Table of contents
  1. Why Is It Important To Understand Bona Fide Occupational Qualifications?
  2. BFOQ Laws
  3. How does a BFOQ exception apply?
  4. Examples of Valid BFOQ Exceptions
  5. Examples of Non-Valid BFOQ Exceptions
  6. Conclusion

A bona fide occupational qualification (BFOQ) is a limited exception under US law to the general rule against discrimination in the workplace. It allows an employer to take into account a person’s sex, religion, national origin, or age when making an employment-related decision, for example, during the hiring process. 

An employer can use a BFOQ as a defense against a discrimination claim. However, BFOQs only apply in limited circumstances where the qualification relates to an essential duty of the job and is necessary for the operation of the employer’s business.

The equivalent of a BFOQ in Canada are bona fide occupational requirements, and in the UK, a genuine occupational qualification. 

Why Is It Important To Understand Bona Fide Occupational Qualifications?

Your organization’s employment practices, including hiring and termination, must comply with the relevant employment law protecting employees from discrimination. If you try to use a BFOQ incorrectly, you could face an employment discrimination lawsuit. 

Aside from being the law, understanding bona fide occupational qualifications and their limited application ensures the creation of a fair workplace with equal access to opportunities. 


Title VII of the Civil Rights Act (1964) prohibits discrimination based on race, color, religion, sex, or national origin. This prohibition applies to all employment processes, including hiring, compensation, termination, promotion, access to training, and benefits. 

Title VII also provides an exception to this general rule for rare situations where religion, sex, or national origin are “reasonably necessary to carrying out a particular job function in the normal operation of an employer’s business or enterprise” (42 US code § 2000e-2). 

Race or color are not bona fide occupational qualifications—there is never a legal justification for taking these factors into account when making employment decisions. 

Bona fide occupational qualifications are limited in their application. They’re not intended to be interpreted more broadly to justify discrimination. The Civil Rights Act emphasizes that BFOQs only arise in “extremely rare instances.” Various courts have reinforced this, stating they only apply to “unique situations.” 

The Age Discrimination in Employment Act (1967) also provides a BFOQ, allowing employers to discriminate based on age where it’s “reasonably necessary to the normal operation of the particular business” (29 U.S. Code § 623). 

How does a BFOQ exception apply?

A bona fide occupational qualification is an affirmative defense. If an employer wants to rely on it, they have to prove it. 

To justify a BFOQ exception, an employer must show that:

  • The characteristic relates directly to the individual’s ability to do the job. This involves demonstrating that all or almost all members of the excluded class cannot perform the job safely or effectively. 
  • The qualification relates to the “essence” or “central mission” of the employer’s business.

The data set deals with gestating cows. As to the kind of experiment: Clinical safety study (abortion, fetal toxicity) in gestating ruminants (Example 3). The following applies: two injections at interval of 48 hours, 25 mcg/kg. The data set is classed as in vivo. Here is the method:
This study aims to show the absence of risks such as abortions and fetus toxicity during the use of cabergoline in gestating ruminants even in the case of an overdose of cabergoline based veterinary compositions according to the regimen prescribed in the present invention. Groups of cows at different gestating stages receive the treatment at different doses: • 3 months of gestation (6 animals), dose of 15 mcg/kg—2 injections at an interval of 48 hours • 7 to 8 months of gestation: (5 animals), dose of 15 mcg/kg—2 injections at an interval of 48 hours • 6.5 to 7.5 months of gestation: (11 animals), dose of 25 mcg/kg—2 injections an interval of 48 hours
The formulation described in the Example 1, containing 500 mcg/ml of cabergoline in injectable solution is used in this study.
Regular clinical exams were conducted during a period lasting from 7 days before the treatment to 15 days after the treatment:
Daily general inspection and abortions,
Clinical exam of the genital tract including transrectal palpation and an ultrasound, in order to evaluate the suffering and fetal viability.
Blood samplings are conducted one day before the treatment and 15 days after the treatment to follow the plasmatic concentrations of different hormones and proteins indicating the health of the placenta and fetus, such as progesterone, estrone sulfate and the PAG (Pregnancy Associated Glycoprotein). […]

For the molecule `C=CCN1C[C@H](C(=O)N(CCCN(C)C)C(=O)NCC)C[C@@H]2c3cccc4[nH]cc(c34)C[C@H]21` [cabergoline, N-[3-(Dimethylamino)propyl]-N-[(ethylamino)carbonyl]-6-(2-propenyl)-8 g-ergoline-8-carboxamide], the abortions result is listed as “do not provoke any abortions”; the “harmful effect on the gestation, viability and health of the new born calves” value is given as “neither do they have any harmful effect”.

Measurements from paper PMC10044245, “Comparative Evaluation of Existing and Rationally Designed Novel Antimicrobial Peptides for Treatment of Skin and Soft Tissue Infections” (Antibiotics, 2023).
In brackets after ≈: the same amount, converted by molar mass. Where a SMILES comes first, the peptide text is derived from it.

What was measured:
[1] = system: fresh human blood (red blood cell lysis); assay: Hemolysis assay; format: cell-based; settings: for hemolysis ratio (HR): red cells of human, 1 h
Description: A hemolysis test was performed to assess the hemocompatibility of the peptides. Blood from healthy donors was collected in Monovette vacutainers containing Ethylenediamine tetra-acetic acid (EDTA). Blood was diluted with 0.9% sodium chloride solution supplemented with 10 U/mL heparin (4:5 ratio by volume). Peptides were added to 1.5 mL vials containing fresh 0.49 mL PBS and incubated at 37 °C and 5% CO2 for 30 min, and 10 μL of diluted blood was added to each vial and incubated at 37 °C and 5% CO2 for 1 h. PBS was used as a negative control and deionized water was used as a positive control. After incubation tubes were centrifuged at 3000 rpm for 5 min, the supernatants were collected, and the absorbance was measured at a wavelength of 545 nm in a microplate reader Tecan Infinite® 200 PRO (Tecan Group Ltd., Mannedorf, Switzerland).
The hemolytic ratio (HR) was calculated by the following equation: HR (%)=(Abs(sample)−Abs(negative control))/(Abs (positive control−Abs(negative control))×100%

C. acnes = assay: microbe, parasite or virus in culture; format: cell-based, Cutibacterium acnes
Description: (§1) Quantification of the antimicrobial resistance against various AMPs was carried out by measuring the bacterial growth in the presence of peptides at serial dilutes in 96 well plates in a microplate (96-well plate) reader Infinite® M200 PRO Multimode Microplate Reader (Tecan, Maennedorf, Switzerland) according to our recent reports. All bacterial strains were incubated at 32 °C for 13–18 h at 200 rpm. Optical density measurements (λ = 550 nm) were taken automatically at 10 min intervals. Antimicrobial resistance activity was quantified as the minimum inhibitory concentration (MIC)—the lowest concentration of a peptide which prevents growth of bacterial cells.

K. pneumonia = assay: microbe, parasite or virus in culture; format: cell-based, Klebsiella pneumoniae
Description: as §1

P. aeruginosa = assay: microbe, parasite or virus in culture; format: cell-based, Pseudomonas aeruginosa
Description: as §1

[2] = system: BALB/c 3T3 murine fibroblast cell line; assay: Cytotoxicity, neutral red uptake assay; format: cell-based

These justifications cannot be based on stereotypes, generalizations, or assumptions. 

Simply because a particular approach to hiring makes business sense—for example, hiring only young female shop assistants based on customer preferences and rejecting male or older applicants—doesn’t justify a bona fide occupational qualification. The characteristic must be essential to performing the functions of the job. 

If you’re considering applying a BFOQ exception to a role, you should seek legal advice and document your reasoning in detail. 

Examples of Valid BFOQ Exceptions

Situations where a lawful BFOQ has been found to exist include:

  • A clothing store exclusively hiring females to model their women’s wear for their website (however, only hiring females to work in the store would not be a BFOQ, as both sexes could perform customer service roles) 
  • A church requiring their priests to be Catholic (however, requiring a church janitor to be Catholic is not a BFOQ, as a prospective employee’s religious observance does not affect their ability to do the job)
  • A mandatory retirement age for pilots and bus drivers for safety reasons
  • An employer requiring an applicant to be bilingual, where it was essential to do the job

Examples of Non-Valid BFOQ Exceptions

By contrast, here are some situations where a bona fide occupational qualification doesn’t apply:

  • Catering to customer preference e.g., hiring only female flight attendants 
  • Rejecting an applicant because of their strong accent—this may amount to national origin discrimination
  • Where it’s unsafe for females to work late-night shifts alone
  • Where the employer would need to build separate facilities for female employees
  • Requiring a younger person because the job involves heavy lifting


A bona fide occupational qualification is an exception to the general prohibition against discrimination in the workplace, allowing employers to factor sex, religion, national identity, or age into employment-related decisions. 

BFOQs are very limited in their application and are rarely successful as a defense against a discrimination claim. They only apply where a characteristic is essential to performing the duties of the job and is necessary for the business operation.